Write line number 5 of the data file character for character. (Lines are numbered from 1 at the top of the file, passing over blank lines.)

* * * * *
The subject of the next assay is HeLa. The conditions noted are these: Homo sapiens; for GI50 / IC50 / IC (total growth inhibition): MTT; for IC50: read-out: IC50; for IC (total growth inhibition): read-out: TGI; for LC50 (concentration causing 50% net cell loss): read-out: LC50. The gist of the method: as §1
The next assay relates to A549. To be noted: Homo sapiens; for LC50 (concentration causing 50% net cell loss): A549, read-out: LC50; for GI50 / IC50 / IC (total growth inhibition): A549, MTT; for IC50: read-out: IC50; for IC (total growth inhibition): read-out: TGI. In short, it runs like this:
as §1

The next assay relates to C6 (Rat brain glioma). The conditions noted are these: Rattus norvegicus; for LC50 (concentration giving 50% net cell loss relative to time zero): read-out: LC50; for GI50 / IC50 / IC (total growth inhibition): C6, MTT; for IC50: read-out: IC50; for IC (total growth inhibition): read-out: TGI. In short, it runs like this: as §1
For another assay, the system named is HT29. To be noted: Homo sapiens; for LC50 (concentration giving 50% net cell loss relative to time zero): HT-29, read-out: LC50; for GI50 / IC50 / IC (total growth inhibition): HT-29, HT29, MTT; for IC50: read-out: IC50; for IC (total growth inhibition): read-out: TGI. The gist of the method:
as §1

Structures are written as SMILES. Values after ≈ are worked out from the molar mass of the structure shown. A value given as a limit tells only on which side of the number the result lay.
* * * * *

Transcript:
For another assay, the system named is HT29. To be noted: Homo sapiens; for LC50 (concentration giving 50% net cell loss relative to time zero): HT-29, read-out: LC50; for GI50 / IC50 / IC (total growth inhibition): HT-29, HT29, MTT; for IC50: read-out: IC50; for IC (total growth inhibition): read-out: TGI. The gist of the method: